Ilsa, Tigress of Siberia was the second of the official sequels to that most notorious of all exploitation movies, Ilsa, She Wolf of the SS. This time Ilsa is the Colonel in command of one of Stalin’s gulags, although the movie really doesn’t turn out quite the way you might expect.
This was a Canadian production, and more than half of the film actually takes place in Canada. It opens in 1953, with Ilsa trying to break the spirit of a particularly recalcitrant political prisoner, Andrei Chikurin. She has her own mad doctor, an unpleasant character named Leve, who is in charge of the more technological means of persuasion. Prisoners who don’t respond to Leve’s scientific approach can always be dealt with in Ilsa’s favourite manner - they are given to her pet tiger Sasha for dinner.
Ilsa is not lacking for other means of entertainment. Her guards fight each other and engage in epic drinking competitions for the honour of sharing her bed. There are always two winners, one man a night not being enough to satisfy llsa.
Unfortunately 1953 is not going to be a happy year for our heroine (or anti-heroine). The news of Stalin’s death casts a chill over proceedings. Ilsa and her most favoured henchmen decide it might be a good time to leave Russia.
We then cut to Montreal in 1977. A team of Soviet athletes is in Canada, and their coach is none other than Andrei Chikurin, who caused Ilsa considerable inconvenience back in 1953. Two of his athletes are very reluctant to leave Montreal without first visiting Montreal’s most celebrated brothel. Chikuin decides the boys have earned some recreation, and he accompanies them. But he is in for a very nasty shock. The madam of the brothel is, yes you guessed it, it’s Comrade Colonel Ilsa.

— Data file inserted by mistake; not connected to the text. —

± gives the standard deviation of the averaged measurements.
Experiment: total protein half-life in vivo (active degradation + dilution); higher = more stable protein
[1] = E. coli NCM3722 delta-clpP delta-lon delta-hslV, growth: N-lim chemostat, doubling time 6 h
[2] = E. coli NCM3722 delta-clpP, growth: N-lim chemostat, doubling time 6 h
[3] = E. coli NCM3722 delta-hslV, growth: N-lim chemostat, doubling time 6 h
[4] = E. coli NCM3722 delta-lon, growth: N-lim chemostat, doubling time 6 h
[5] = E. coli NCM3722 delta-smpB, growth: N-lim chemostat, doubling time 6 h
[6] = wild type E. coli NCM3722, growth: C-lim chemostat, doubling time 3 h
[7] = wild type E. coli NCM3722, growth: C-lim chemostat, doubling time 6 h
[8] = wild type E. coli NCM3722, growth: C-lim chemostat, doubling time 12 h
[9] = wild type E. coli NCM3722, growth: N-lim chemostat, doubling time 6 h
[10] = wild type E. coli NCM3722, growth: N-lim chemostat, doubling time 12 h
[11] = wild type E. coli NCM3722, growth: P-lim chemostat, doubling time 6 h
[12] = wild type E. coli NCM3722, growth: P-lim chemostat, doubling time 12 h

She’s not the Comrade Colonel any more, but she is the head of a major crime syndicate. Running into Chikurin is rather a shock for her as well, but she’s always prided herself on he thoroughness. She set out to break Andrei Chikurin fourteen years earlier, and now she’s going to finish the job. And Doctor Leve is still with her, and he’s perfected much more sophisticated methods of destroying people’s minds and bending them to Ilsa’s will. But the Soviet authorities do not take kindly to the news that one of the nation’s top sports officials has disappeared in Canada. Their intelligence services swing into action and once they discover the identity of the criminal behind the kidnapping it becomes a matter of top priority to deal with the rogue one-time Soviet employee.
So this is not really a prison exploitation movie. It starts that way but it develops into a spy thriller. And a spy thriller of an unusual kind, with the Soviet secret services being the good guys. Those crazy Canadians, making a movie in which the Soviet Special Forces will be the heroes!
Of course it’s all rather silly, but it’s supposed to be. This is very much an exercise in intentional camp, and if you accept it as such then it’s pretty entertaining. If you’re expecting a typical Ilsa movie though you may be disappointed, and that undoubtedly accounts for the movie’s rather poor reputation.
Dyanne Thorne is suitably awesome as Ilsa. The other actors are competent enough but she’s more than capable of carrying the movie on her own.
There’s quite a bit of gore, and it’s actually done with a certain mount of imagination and style. Snowmobiles, spears, automatic weapons, ravenous tigers, explosions and electronic torture devices are all deployed in the service of creating mayhem. There are some reasonably well executed stunts and the movie makes very effective use of the snow-covered landscapes of Canada.
There’s sex and nudity of course, in copious quantities. This is an unabashed exploitation flick and it glories in its trashiness. And that’s its greatest strength. You won’t find too much in the way of redeeming social values or artistic merit here. This movie promises sleaze, trash and fun and it delivers them. And Dyanne Thorne on her own is sufficient reason to watch it.